6. 6. to the process while the technical element conceptually constitutes the core oroutcome components of the service delivery process (Tripp & Drea, 2002). Writingson this model have been mostly theoretical (Ekinci et al., 1998), however, in morerecent years a number of authors have sought to link technical and functional qualitydimensions to a variety of constructs such as trust, commitment, satisfaction andloyalty (Lassar et al, 2000; Caceres & Paparoidamis, 2005) and general support hasbeen found for the two dimensional conceptualisation of service quality. This chapter continues this line of research by examining whether a two-dimensional model of service quality is replicated in the service stations dataset.Service quality was measured using items developed by Grace and O’Cass (2004)as well as a number of self-developed items. These can be found in Table 4.1 below.All items were measured using 7-point scales anchored with ‘strongly disagree’ (1)and ‘strongly agree’ (7). The service was delivered promptly The service here was reliable The service was efficient The staff were helpful The staff were polite The staff were friendly* The staff were trustworthy The service station provided quality service* The service station provided good service* The service here suited my needs* *denotes self-developed items Table 4.1: Service Quality ItemsDr. Daire Hooper, Dublin Institute of Technology, College of Business, Aungier Street, Dublin 2 6e. daire.hooper@dit.ie t. +3531 402 3212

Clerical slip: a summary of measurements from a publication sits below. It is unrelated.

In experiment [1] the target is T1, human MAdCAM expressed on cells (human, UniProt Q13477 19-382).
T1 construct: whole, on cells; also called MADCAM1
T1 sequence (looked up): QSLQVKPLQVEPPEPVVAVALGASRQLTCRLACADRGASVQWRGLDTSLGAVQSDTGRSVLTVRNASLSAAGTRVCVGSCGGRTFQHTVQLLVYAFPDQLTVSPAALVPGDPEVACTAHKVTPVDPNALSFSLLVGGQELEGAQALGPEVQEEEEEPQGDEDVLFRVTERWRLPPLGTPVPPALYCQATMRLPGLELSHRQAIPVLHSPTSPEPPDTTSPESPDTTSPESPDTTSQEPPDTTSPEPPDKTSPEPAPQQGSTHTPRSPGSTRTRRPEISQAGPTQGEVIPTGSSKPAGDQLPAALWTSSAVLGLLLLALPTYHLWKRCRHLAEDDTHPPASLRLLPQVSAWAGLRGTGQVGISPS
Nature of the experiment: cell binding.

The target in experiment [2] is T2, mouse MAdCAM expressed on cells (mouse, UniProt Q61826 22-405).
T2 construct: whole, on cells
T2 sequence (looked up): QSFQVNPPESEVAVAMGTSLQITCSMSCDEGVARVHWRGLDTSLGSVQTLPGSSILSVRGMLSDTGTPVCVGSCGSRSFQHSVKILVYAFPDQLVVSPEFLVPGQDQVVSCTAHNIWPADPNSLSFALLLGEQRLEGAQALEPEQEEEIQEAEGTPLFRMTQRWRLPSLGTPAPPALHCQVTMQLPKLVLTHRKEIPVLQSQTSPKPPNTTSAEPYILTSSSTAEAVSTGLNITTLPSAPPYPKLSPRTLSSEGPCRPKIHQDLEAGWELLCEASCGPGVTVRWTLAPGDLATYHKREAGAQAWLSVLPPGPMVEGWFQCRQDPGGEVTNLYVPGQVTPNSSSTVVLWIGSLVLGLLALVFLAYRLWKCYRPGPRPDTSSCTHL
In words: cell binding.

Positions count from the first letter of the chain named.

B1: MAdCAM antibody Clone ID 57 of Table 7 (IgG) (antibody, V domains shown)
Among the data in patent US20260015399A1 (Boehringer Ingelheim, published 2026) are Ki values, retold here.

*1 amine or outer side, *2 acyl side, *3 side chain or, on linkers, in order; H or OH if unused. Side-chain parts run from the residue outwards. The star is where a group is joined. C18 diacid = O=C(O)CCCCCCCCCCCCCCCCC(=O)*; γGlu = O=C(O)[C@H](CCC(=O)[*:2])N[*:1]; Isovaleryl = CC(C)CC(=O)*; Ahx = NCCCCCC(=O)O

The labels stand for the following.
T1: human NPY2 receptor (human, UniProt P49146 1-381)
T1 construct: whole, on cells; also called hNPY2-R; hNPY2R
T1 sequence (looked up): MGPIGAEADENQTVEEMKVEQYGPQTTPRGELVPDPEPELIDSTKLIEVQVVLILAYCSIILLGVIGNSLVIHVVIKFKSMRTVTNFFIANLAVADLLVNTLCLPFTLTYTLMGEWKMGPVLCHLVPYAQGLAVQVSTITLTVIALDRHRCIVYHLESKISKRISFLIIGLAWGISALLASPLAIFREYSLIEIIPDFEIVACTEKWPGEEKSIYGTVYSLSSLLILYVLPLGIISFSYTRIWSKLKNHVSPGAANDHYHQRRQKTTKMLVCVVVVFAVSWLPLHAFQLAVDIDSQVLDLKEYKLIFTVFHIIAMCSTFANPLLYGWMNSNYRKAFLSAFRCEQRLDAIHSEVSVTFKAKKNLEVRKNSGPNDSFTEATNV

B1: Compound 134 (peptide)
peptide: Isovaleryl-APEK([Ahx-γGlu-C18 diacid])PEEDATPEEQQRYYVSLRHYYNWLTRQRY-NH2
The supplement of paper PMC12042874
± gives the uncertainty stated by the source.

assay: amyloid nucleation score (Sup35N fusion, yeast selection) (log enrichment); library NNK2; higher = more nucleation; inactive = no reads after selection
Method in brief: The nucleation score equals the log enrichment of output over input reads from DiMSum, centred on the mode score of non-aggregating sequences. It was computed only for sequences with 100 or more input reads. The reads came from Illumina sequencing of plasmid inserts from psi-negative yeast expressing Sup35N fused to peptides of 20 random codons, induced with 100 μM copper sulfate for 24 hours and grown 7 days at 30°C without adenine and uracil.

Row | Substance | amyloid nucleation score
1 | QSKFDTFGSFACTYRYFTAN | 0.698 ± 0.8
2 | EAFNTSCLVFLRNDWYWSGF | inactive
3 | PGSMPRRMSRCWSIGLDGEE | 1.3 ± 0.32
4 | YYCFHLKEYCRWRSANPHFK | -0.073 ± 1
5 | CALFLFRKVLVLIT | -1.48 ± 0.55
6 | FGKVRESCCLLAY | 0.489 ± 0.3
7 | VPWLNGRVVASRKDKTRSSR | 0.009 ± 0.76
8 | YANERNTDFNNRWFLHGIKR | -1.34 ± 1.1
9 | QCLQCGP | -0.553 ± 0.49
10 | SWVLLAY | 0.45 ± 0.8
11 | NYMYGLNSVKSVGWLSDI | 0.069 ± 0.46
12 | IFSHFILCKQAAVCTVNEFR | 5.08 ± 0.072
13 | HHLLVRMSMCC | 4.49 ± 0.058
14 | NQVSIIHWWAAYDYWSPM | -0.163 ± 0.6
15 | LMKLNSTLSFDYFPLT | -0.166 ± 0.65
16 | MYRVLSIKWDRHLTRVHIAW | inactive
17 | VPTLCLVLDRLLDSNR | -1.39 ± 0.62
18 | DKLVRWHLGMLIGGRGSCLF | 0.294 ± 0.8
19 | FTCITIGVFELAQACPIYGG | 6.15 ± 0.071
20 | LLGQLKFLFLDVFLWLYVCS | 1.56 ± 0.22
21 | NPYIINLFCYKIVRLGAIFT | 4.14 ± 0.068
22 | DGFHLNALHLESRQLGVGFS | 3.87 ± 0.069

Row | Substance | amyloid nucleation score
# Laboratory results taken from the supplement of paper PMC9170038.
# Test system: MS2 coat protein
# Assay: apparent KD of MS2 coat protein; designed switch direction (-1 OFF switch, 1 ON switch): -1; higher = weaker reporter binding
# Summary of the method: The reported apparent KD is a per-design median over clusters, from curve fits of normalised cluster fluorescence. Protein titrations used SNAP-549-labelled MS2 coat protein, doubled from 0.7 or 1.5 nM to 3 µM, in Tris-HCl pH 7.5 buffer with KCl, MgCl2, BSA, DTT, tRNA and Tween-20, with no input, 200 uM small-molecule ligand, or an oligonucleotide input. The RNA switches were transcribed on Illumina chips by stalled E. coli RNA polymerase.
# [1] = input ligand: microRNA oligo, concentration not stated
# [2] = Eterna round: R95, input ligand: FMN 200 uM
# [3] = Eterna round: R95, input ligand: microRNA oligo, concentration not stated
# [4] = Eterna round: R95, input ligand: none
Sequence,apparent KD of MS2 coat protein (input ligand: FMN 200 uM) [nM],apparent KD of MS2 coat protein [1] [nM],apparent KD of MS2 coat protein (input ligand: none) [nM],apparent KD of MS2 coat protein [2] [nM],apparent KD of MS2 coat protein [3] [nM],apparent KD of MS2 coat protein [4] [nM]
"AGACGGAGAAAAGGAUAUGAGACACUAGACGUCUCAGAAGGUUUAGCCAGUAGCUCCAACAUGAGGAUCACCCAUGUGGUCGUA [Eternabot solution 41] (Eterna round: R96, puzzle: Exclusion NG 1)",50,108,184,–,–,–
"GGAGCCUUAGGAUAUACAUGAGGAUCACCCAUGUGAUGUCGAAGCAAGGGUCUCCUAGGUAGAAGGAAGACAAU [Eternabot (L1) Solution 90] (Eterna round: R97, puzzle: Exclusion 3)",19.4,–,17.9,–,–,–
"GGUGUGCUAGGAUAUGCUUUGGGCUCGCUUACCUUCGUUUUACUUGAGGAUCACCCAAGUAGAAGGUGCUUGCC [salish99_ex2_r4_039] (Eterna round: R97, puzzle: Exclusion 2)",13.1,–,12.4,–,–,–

7. 7. Factor Analysis Procedure in SPSS Having decided these service quality items are to be used, the next stage isactually running the factor analysis. A fictitious dataset containing 355 cases wascreated to demonstrate the technique and can be found on the website thataccompanies the book. Once you have opened the file in SPSS selectAnalyze/Dimension Reduction/Factor. At this point, a window will open and youwill see all your variables on the left-hand side (see Figure 4.1 below). Select thevariables you wish to include in the analysis and move them over to the Variablessection on the right hand side. For this example we are moving across all ten itemswith names beginning with SQ (service quality). Figure 4.1: Selecting variables in Factor AnalysisThen select the Descriptives button and in the section marked Correlation Matrix,select Coefficients and KMO and Bartlett’s test of sphericity and hit Continue.Dr. Daire Hooper, Dublin Institute of Technology, College of Business, Aungier Street, Dublin 2 7e. daire.hooper@dit.ie t. +3531 402 3212